An early selection by the Chicago Cubs in the 2003 amateur draft, Mexican-born pitcher Sergio Mitre frequently moved back and forth between the big leagues and his team’s minor league affiliates. In 2004, he took the mound for the Cubs on opening day, and pitched very well for the AAA-level team, including throwing a complete game one-hitter shutout with nine strikeouts. He continued to pitch in hot streaks for the Florida Marlins, Milwaukee Brewers, and New York Yankees, racking up a grand total of 265 strikeouts across 143 games pitched.
According to Spanish-language newspaper El Heraldo de Saltillo (via Sports Illustrated), Mitre will serve no less than 40 years and no more than 60 years in prison per femicide sentencing laws in the Mexican state of Coahuila. In July 2020, in Saltillo, Mitre sexually assaulted his girlfriend’s 22-month-old daughter, causing severe injuries that directly led to the child’s death.
Felipe Vazquez broke through into the major leagues with the Washington Nationals in 2015, but his career took off after he moved over to the Pittsburgh Pirates. In his three full seasons in Pittsburgh, the relief pitcher recorded 86 saved games, striking out an average of five batters per each brief appearance on the mound. In 2018 and 2019, Vazquez was named to the pitching staff of the National League’s All-Star squad.
According to prosecutors in Pennsylvania (via the Pittsburgh Post-Gazette), Vazquez carried on a texting relationship with a minor from 2017 to 2019; when it began, he was 26 and she was 13. The relationship turned physical, and in August 2021, a court found Vazquez guilty on 15 counts, among them statutory assault, unlawful contact with a minor, and indecent assault of a minor. Vazquez received a sentence to last at least two years and as many as four.
Kellen Winslow II
Expectations were high when Kellen Winslow II entered the NFL. A tight end like his father, three-time All-Pro and Hall of Famer Kellen Winslow, Winslow II was drafted sixth overall in 2004 and went on to play for the Cleveland Browns, Tampa Bay Buccaneers, New England Patriots, and New York Jets. Across a nine-season career, he was named to a Pro Bowl team and contended for the Comeback Player of the Year award following an ACL injury.
Winslow was arrested in North County, California, in 2018, according to The San Diego Union-Tribune, and charged with the sexual assault of a homeless woman he’d previously befriended, and the sexual assault of a hitchhiking woman. After the case made headlines, another accuser came forward, alleging that Winslow assaulted her at a 2003 party. Winslow faced more charges, one for exposing himself to a neighbor and another for lewd behavior in a gym, which occurred while the athlete was out on bail awaiting trial. After a plea deal and a jury that couldn’t reach a decision on two of the assault charges, Winslow was sentenced in March 2021 to 14 years in prison and was ordered to register as a sex offender.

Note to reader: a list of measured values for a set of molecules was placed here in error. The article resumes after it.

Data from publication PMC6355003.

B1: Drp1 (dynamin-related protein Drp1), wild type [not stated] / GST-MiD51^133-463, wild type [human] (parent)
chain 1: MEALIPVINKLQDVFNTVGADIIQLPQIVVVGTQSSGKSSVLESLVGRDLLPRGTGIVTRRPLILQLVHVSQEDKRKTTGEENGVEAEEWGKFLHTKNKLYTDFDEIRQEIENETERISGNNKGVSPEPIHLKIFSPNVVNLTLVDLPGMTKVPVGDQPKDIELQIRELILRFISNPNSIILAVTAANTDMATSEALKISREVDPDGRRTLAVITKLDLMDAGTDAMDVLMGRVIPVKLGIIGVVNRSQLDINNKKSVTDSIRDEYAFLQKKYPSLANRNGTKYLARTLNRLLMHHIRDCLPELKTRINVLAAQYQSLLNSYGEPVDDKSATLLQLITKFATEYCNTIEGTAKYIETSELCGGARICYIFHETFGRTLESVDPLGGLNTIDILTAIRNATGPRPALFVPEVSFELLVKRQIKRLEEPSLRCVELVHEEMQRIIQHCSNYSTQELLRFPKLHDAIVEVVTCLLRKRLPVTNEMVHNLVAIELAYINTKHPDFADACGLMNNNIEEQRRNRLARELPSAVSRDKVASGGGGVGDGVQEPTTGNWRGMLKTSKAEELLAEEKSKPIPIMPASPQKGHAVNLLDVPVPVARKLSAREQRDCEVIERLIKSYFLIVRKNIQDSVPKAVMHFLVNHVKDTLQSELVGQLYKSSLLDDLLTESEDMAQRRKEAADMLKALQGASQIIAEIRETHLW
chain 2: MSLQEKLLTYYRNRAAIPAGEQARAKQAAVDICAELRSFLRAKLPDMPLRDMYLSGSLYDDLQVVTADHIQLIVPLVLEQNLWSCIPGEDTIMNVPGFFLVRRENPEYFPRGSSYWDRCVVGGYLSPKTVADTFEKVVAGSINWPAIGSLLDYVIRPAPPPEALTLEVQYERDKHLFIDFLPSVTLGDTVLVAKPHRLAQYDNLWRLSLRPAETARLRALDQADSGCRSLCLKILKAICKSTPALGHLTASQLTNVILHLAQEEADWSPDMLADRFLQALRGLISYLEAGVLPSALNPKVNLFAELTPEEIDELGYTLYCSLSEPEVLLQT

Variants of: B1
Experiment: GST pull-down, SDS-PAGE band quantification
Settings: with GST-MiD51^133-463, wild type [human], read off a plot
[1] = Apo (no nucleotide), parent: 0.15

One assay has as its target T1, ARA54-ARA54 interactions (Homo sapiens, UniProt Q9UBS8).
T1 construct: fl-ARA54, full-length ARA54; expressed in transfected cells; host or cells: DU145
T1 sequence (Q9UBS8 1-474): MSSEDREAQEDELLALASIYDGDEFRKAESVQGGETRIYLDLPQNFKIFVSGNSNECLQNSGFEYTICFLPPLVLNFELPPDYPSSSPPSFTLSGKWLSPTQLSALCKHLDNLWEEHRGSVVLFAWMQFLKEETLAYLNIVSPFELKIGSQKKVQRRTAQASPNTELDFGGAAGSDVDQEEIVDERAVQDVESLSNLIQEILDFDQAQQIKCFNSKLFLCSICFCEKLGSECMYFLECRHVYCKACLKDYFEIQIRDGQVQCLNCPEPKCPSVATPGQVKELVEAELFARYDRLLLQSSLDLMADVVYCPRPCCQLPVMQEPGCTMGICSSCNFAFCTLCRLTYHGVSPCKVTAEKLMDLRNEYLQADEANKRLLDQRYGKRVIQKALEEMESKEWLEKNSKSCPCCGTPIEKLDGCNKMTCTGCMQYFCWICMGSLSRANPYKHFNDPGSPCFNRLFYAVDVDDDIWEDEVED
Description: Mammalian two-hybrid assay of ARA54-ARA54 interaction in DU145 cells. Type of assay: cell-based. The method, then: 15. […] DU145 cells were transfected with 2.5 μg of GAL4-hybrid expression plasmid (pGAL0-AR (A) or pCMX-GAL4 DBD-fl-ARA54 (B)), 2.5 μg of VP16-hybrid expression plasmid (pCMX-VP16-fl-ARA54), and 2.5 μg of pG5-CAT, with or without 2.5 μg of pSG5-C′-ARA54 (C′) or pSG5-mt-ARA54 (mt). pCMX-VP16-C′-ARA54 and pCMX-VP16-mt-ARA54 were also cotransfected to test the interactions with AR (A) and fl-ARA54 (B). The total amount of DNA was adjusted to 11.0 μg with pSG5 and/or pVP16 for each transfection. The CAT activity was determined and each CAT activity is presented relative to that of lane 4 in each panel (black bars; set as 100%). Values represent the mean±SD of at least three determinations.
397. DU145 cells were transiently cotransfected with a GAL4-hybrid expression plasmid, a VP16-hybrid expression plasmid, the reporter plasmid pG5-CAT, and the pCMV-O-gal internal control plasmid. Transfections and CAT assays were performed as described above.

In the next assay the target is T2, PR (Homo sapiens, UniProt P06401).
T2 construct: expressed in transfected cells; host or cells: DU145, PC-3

Jon ‘War Machine’ Koppenhaver
Fighting under the name "War Machine," Jon Koppenhaver was a real contender in the welterweight class of the mixed martial arts circuit. He fought from 2004 to 2013, and during that time lost five bouts and won 14 matches, of which eight were registered as knockouts or decisive technical knockouts. War Machine — Koppenhaver legally changed his name in 2008, per MMA Mania — competed in multiple fighting promotions, including Bellator MMA, Xtreme Fighting Championships, and UFC, for whom the athlete co-starred in the reality show "The Ultimate Fighter."
According to ESPN, Koppenhaver was charged with more than 30 felony and misdemeanor counts surrounding a 2014 incident involving his former girlfriend and a friend. Koppenhaver entered the home of his ex-partner and sexually assaulted, kidnapped, and beat her, and then violently attacked the male friend. Jurors convicted Koppenhaver of 29 charges in March 2017, unable to reach a consensus on two attempted murder filings. Koppenhaver won’t be eligible for parole until 2053.
Harrison Norris Jr., a.k.a. Hardbody Harrison
After serving in the first Gulf War as a sergeant in the U.S. Army, according to The Atlanta Journal-Constitution, Hardbody Harrison entered sports entertainment, joining World Championship Wrestling in the 1990s. He often appeared on televised WCW programs and major events, including "WCW Monday Nitro" and "WCW Starrcade 1997." Hardbody Harrison sued the wrestling organization, alleging racial discrimination, and reportedly received a settlement of more than $1 million. Retired from televised wrestling, Hardbody Harrison became a TV fighter, competing on FX’s "Toughman" series, winning the show’s heavyweight division in 2000 (per Pro Wrestling Stories).
In November 2007, according to the U.S. Department of Justice, Hardbody Harrison (his real name being Harrison Norris Jr.) was found guilty on 24 federal charges, including counts of conspiracy, forced labor, sex trafficking, witness tampering, obstruction of justice, and holding women against their will under the auspice of paying off a debt. Norris’s conviction stemmed from an illegal sex work ring he ran in Atlanta from 2001, and a series of incidents in 2005, in which the former wrestler and accomplice Aimee Allen lured economically disadvantaged and drug comprised women into unpaid sex work and unpaid domestic labor — in other words, enslavement. For all of those offenses, in 2008 Norris received a sentence of life in prison and, should he ever be granted parole, permanently supervised release.
Tammy Lynn Sytch, a.k.a. Sunny
Under the stage name Sunny, Tammy Lynn Sytch broke into WWE in the mid-1990s as a manager and personality — part of The Bodydonnas, villainous and arrogant fitness nuts. That team won the tag team event at WrestleMania XII. One of the first major female stars of the WWE, Sunny moved on to other big wrestling organizations before her induction into the WWE’s Hall of Fame in 2011.
Sytch was arrested after a March 2022 car accident, according to The Daytona Beach News-Journal, having rear-ended a stopped car at an intersection in Ormond Beach, Florida. An occupant of that other car, 75-year-old Julian Lasseter, died as a result of the impact. Sobriety tests showed that Sytch’s blood alcohol level was 0.28, more than three times the Florida legal limit; THC was also present in the wrestler’s system at the time of the crash, and investigators found an open bottle of vodka in her car.
Sytch was arrested two other times in 2022, once for violating a restraining order issued after a domestic violence incident, and once for public intoxication. Citing a pattern of potentially dangerous behavior, a judge ruled Sytch to return to prison while awaiting her trial date over the accident, which is still pending as of February 2023. If she’s found guilty of all counts — which include charges of a DUI causing death and driving with a suspended license resulting in death — Sytch could earn a 26-year sentence.